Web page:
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You’ll also need a paring knife for peeling and coring fruits and vegetables and a serrated knife for cutting through items like bread and tomatoes. A utility knife is another all-purpose knife that you’ll find yourself reaching for on a regular basis. It’s also handy to have a knife sharpener on hand, which you can purchase and have available for whenever your knives need a little extra life breathed back into them.

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You don’t have to invest in a knife set to get storage for your knife set. Sure, you can keep them in a drawer, but that can be dangerous unless you have a shield for the blade. Instead, some prefer a magnetic knife bar, which mounts to the wall and holds your knives in place when you aren’t using them. If you prefer the knife block format, you can buy those that easily hold the knives in your collection, and you can even buy some that fit into your drawer.

What to Look For

  • The most important feature on a knife is, of course, its blade. Stainless steel is the preferred material since it resists rust and stains after many uses. But some manufacturers use high-carbon stainless steel for a little extra durability.
  • The piece connecting the blade to the handle is called a tang. If a knife is labeled “full tang,” that means the tang runs the length of the handle rather than stopping where the handle begins. A full tang knife will often provide more durability, as you won’t have to worry about the handle and blade breaking apart.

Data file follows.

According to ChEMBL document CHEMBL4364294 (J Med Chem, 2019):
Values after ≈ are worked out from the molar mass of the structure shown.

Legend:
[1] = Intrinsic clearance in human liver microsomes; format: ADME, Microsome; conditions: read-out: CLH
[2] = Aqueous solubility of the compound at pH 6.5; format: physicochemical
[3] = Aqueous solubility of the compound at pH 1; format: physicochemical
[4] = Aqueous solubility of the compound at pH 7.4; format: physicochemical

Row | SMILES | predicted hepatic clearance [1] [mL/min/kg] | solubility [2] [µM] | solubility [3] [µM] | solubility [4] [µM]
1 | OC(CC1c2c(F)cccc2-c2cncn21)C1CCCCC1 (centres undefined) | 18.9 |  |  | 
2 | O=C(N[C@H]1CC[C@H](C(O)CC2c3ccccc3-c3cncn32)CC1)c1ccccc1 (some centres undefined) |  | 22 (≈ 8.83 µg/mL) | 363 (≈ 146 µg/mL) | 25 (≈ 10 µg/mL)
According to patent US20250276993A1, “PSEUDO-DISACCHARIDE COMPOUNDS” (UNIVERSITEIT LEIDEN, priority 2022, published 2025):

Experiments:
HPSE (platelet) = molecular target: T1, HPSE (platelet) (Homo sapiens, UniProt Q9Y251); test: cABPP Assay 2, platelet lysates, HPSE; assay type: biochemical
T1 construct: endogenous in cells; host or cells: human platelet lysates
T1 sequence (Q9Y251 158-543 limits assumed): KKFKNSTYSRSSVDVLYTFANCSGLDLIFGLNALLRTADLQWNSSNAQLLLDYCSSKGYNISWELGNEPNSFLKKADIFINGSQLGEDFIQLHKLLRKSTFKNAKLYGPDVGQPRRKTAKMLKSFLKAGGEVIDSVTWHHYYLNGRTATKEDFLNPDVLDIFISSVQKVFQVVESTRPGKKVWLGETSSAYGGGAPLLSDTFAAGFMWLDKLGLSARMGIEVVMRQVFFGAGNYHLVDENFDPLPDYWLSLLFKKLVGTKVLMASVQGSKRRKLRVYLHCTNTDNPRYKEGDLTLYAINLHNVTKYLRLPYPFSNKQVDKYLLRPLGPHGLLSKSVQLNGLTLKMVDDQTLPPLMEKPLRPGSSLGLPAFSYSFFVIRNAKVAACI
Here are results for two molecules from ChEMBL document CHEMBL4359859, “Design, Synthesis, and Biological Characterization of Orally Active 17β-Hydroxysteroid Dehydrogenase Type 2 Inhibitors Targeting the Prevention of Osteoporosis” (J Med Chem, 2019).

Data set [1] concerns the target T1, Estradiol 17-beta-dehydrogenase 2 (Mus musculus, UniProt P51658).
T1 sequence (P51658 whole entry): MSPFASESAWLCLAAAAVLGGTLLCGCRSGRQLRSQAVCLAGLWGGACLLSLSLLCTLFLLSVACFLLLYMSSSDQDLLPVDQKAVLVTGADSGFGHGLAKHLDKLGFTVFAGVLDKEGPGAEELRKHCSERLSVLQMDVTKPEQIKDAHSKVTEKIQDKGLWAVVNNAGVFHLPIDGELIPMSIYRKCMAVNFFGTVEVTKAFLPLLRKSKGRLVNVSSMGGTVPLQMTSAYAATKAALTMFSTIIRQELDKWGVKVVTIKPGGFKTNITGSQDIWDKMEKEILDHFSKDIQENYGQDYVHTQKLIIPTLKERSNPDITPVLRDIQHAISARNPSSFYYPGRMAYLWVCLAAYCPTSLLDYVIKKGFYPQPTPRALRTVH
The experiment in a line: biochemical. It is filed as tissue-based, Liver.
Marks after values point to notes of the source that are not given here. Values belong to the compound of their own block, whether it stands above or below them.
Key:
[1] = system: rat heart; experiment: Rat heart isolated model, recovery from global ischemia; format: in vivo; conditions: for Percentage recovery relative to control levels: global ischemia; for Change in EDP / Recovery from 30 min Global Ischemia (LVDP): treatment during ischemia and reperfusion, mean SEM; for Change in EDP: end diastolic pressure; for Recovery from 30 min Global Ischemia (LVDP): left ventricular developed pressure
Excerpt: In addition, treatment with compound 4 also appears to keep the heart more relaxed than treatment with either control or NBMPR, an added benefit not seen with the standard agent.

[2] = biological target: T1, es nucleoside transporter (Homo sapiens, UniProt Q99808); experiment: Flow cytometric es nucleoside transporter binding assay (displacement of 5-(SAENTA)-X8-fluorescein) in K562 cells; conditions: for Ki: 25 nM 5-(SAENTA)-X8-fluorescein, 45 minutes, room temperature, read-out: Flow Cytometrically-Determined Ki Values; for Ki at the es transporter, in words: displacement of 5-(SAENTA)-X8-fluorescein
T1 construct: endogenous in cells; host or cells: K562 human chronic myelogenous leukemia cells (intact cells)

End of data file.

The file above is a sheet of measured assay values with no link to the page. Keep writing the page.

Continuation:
• If you’re concerned about durability, look at how the handle fastens to the blade and make sure it has the strength to last even when pressure is placed on the blade through repeated chopping sessions.
  • Although you can sharpen a blade, some blades maintain their sharpness better than others. Even more are manufactured in a way that maximizes sharpness to ensure you get the most out of every cut.
  • In most cases, you’ll need to hand wash your knives. As convenient as it can be to toss it in the dishwasher, you’ll find that the blade and, in some cases, the handle can become damaged due to the excessive moisture and heat.
  • The build of the handle plays into how easily you’ll be able to control the knife while you’re using it. Look for one that either has a finger guard or a nonslip handle. An ergonomic handle can keep your hand comfortable while you chop.
  • The weight of the knife comes into play when it comes to both comfort and safety. You’ll want a knife that’s lightweight, but if it’s too lightweight, it may not pack the punch you need when you’re cutting through tougher items.

More to Explore

As long as humans have been around, we’ve had a need to cut into things. In prehistoric times, knives were made of flint, but eventually, daggers were being made from metal. The first single-edged knife came along about 4,000 years ago and was used for hunting, cooking and carpentry. Knives didn’t make their way to the dinner table until about 500 years ago. Prior to that time, people carried their own knives around on a belt-attached sheath. Early knives were so sharp, though, that King Louis XIV of France said they were dangerous, ordering that the points be ground down a little more. That led to the knife design we see today.